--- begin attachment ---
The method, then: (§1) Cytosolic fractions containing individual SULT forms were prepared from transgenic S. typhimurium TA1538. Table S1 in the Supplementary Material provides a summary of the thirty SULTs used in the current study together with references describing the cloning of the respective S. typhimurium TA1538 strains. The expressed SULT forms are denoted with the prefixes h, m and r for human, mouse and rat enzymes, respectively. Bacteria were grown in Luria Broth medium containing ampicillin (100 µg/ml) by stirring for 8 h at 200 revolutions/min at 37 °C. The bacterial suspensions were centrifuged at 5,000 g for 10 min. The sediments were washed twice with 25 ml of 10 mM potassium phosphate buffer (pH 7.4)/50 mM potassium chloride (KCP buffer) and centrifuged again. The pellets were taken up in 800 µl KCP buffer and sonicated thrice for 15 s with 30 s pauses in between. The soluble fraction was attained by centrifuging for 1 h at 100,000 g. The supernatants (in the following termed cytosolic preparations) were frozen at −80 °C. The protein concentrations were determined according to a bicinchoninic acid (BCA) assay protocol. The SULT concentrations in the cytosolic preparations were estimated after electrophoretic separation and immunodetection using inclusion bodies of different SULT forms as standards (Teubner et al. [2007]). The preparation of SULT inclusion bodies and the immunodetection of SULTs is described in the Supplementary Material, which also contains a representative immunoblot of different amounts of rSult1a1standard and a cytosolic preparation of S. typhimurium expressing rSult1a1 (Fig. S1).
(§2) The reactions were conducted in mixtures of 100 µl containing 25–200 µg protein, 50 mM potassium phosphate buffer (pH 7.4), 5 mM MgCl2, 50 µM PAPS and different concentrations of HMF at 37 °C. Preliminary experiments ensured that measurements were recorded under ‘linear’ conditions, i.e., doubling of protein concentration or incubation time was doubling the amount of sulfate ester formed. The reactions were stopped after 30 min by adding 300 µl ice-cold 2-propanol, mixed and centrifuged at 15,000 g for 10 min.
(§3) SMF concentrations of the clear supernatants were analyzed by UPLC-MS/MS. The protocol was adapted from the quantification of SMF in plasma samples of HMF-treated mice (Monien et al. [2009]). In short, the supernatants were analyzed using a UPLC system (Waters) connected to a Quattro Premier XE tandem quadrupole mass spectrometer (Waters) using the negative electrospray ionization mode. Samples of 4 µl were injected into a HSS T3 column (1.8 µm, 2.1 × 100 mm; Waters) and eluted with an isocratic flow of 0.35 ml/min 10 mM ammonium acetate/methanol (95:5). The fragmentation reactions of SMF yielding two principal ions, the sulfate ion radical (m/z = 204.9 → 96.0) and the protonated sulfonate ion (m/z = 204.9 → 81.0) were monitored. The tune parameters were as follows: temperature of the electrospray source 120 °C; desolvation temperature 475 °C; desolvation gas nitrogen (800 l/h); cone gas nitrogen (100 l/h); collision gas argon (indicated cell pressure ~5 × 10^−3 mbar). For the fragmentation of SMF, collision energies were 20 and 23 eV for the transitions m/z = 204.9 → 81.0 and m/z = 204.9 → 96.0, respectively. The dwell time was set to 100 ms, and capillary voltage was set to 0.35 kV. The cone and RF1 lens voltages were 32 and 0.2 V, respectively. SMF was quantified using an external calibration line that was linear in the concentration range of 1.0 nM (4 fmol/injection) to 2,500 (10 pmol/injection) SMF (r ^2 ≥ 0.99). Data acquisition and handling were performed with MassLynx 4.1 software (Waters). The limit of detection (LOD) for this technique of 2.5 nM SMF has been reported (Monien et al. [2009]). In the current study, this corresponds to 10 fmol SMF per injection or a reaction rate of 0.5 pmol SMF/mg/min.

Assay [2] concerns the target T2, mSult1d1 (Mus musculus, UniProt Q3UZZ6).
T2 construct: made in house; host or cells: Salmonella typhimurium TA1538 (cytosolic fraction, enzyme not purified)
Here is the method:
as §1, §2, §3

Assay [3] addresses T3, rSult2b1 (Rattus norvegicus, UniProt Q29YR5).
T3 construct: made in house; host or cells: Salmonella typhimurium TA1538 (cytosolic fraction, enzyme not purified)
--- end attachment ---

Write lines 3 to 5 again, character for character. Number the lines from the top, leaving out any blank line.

(§3) SMF concentrations of the clear supernatants were analyzed by UPLC-MS/MS. The protocol was adapted from the quantification of SMF in plasma samples of HMF-treated mice (Monien et al. [2009]). In short, the supernatants were analyzed using a UPLC system (Waters) connected to a Quattro Premier XE tandem quadrupole mass spectrometer (Waters) using the negative electrospray ionization mode. Samples of 4 µl were injected into a HSS T3 column (1.8 µm, 2.1 × 100 mm; Waters) and eluted with an isocratic flow of 0.35 ml/min 10 mM ammonium acetate/methanol (95:5). The fragmentation reactions of SMF yielding two principal ions, the sulfate ion radical (m/z = 204.9 → 96.0) and the protonated sulfonate ion (m/z = 204.9 → 81.0) were monitored. The tune parameters were as follows: temperature of the electrospray source 120 °C; desolvation temperature 475 °C; desolvation gas nitrogen (800 l/h); cone gas nitrogen (100 l/h); collision gas argon (indicated cell pressure ~5 × 10^−3 mbar). For the fragmentation of SMF, collision energies were 20 and 23 eV for the transitions m/z = 204.9 → 81.0 and m/z = 204.9 → 96.0, respectively. The dwell time was set to 100 ms, and capillary voltage was set to 0.35 kV. The cone and RF1 lens voltages were 32 and 0.2 V, respectively. SMF was quantified using an external calibration line that was linear in the concentration range of 1.0 nM (4 fmol/injection) to 2,500 (10 pmol/injection) SMF (r ^2 ≥ 0.99). Data acquisition and handling were performed with MassLynx 4.1 software (Waters). The limit of detection (LOD) for this technique of 2.5 nM SMF has been reported (Monien et al. [2009]). In the current study, this corresponds to 10 fmol SMF per injection or a reaction rate of 0.5 pmol SMF/mg/min.

Assay [2] concerns the target T2, mSult1d1 (Mus musculus, UniProt Q3UZZ6).
T2 construct: made in house; host or cells: Salmonella typhimurium TA1538 (cytosolic fraction, enzyme not purified)